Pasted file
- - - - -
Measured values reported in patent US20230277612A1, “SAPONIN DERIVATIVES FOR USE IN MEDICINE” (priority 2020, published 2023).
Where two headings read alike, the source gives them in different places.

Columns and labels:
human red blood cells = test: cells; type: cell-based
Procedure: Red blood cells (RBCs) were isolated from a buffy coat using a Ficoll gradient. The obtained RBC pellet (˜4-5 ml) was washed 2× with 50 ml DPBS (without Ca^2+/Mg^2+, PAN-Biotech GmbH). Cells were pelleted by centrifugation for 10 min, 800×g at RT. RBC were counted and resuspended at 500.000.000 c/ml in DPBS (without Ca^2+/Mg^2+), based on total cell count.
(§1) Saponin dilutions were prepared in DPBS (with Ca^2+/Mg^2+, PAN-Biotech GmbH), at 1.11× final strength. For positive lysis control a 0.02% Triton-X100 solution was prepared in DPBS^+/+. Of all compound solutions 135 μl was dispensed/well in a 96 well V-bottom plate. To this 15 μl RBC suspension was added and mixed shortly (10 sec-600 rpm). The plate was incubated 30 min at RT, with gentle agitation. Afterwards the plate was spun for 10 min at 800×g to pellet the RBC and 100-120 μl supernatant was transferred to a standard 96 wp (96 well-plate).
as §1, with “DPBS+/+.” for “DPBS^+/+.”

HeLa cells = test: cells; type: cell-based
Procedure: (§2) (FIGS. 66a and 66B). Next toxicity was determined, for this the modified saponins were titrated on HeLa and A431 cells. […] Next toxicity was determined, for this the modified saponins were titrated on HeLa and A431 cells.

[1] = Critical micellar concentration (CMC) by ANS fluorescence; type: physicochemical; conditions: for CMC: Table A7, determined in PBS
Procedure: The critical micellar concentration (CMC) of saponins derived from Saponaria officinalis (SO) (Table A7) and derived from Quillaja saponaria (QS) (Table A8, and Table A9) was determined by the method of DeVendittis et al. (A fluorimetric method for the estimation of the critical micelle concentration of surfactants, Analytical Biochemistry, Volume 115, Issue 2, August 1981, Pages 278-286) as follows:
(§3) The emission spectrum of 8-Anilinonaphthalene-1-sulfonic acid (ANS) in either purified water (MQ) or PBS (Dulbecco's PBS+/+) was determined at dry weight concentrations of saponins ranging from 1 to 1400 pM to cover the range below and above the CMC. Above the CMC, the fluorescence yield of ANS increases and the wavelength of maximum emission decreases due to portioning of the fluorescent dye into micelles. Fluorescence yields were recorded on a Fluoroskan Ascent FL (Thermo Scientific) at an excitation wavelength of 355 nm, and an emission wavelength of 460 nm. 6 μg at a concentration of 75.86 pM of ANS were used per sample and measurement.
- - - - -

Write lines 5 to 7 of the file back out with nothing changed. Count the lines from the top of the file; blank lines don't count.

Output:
Procedure: Red blood cells (RBCs) were isolated from a buffy coat using a Ficoll gradient. The obtained RBC pellet (˜4-5 ml) was washed 2× with 50 ml DPBS (without Ca^2+/Mg^2+, PAN-Biotech GmbH). Cells were pelleted by centrifugation for 10 min, 800×g at RT. RBC were counted and resuspended at 500.000.000 c/ml in DPBS (without Ca^2+/Mg^2+), based on total cell count.
(§1) Saponin dilutions were prepared in DPBS (with Ca^2+/Mg^2+, PAN-Biotech GmbH), at 1.11× final strength. For positive lysis control a 0.02% Triton-X100 solution was prepared in DPBS^+/+. Of all compound solutions 135 μl was dispensed/well in a 96 well V-bottom plate. To this 15 μl RBC suspension was added and mixed shortly (10 sec-600 rpm). The plate was incubated 30 min at RT, with gentle agitation. Afterwards the plate was spun for 10 min at 800×g to pellet the RBC and 100-120 μl supernatant was transferred to a standard 96 wp (96 well-plate).
as §1, with “DPBS+/+.” for “DPBS^+/+.”